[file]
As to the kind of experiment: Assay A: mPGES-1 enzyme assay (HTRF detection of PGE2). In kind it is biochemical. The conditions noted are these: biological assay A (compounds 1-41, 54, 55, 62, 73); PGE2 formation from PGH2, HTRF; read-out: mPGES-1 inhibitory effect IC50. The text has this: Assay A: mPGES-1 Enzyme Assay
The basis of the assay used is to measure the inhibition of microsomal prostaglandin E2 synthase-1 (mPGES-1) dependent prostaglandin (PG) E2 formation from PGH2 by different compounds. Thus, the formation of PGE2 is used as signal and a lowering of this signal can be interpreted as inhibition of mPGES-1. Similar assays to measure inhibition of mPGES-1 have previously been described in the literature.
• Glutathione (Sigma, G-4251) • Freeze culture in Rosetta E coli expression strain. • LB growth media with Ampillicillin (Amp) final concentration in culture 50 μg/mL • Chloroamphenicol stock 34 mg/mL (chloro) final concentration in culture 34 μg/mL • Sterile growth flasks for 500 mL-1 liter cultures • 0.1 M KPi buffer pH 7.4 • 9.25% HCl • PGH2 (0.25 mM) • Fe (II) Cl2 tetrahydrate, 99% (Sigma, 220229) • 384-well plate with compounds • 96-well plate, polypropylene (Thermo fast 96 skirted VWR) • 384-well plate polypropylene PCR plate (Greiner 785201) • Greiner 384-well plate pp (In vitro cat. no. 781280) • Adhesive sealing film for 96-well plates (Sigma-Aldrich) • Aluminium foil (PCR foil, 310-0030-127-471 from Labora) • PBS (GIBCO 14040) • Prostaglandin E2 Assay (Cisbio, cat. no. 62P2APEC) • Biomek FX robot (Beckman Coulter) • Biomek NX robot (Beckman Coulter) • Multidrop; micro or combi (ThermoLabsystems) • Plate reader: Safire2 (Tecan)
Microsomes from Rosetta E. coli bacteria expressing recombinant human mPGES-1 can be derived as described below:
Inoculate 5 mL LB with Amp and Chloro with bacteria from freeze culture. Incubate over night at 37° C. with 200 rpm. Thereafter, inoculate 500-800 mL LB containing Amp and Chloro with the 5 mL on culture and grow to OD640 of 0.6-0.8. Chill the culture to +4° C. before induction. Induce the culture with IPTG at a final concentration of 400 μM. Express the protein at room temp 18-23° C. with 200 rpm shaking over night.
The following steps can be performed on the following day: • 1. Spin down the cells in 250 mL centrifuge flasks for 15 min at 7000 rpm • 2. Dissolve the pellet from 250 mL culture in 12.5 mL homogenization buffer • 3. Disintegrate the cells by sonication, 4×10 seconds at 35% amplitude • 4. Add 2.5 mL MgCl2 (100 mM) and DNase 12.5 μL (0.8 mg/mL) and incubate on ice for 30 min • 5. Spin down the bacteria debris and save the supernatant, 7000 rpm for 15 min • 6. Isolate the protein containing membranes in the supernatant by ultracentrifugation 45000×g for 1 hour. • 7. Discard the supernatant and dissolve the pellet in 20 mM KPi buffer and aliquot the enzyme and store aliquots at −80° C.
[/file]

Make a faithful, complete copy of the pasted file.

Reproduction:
As to the kind of experiment: Assay A: mPGES-1 enzyme assay (HTRF detection of PGE2). In kind it is biochemical. The conditions noted are these: biological assay A (compounds 1-41, 54, 55, 62, 73); PGE2 formation from PGH2, HTRF; read-out: mPGES-1 inhibitory effect IC50. The text has this: Assay A: mPGES-1 Enzyme Assay
The basis of the assay used is to measure the inhibition of microsomal prostaglandin E2 synthase-1 (mPGES-1) dependent prostaglandin (PG) E2 formation from PGH2 by different compounds. Thus, the formation of PGE2 is used as signal and a lowering of this signal can be interpreted as inhibition of mPGES-1. Similar assays to measure inhibition of mPGES-1 have previously been described in the literature.
• Glutathione (Sigma, G-4251) • Freeze culture in Rosetta E coli expression strain. • LB growth media with Ampillicillin (Amp) final concentration in culture 50 μg/mL • Chloroamphenicol stock 34 mg/mL (chloro) final concentration in culture 34 μg/mL • Sterile growth flasks for 500 mL-1 liter cultures • 0.1 M KPi buffer pH 7.4 • 9.25% HCl • PGH2 (0.25 mM) • Fe (II) Cl2 tetrahydrate, 99% (Sigma, 220229) • 384-well plate with compounds • 96-well plate, polypropylene (Thermo fast 96 skirted VWR) • 384-well plate polypropylene PCR plate (Greiner 785201) • Greiner 384-well plate pp (In vitro cat. no. 781280) • Adhesive sealing film for 96-well plates (Sigma-Aldrich) • Aluminium foil (PCR foil, 310-0030-127-471 from Labora) • PBS (GIBCO 14040) • Prostaglandin E2 Assay (Cisbio, cat. no. 62P2APEC) • Biomek FX robot (Beckman Coulter) • Biomek NX robot (Beckman Coulter) • Multidrop; micro or combi (ThermoLabsystems) • Plate reader: Safire2 (Tecan)
Microsomes from Rosetta E. coli bacteria expressing recombinant human mPGES-1 can be derived as described below:
Inoculate 5 mL LB with Amp and Chloro with bacteria from freeze culture. Incubate over night at 37° C. with 200 rpm. Thereafter, inoculate 500-800 mL LB containing Amp and Chloro with the 5 mL on culture and grow to OD640 of 0.6-0.8. Chill the culture to +4° C. before induction. Induce the culture with IPTG at a final concentration of 400 μM. Express the protein at room temp 18-23° C. with 200 rpm shaking over night.
The following steps can be performed on the following day: • 1. Spin down the cells in 250 mL centrifuge flasks for 15 min at 7000 rpm • 2. Dissolve the pellet from 250 mL culture in 12.5 mL homogenization buffer • 3. Disintegrate the cells by sonication, 4×10 seconds at 35% amplitude • 4. Add 2.5 mL MgCl2 (100 mM) and DNase 12.5 μL (0.8 mg/mL) and incubate on ice for 30 min • 5. Spin down the bacteria debris and save the supernatant, 7000 rpm for 15 min • 6. Isolate the protein containing membranes in the supernatant by ultracentrifugation 45000×g for 1 hour. • 7. Discard the supernatant and dissolve the pellet in 20 mM KPi buffer and aliquot the enzyme and store aliquots at −80° C.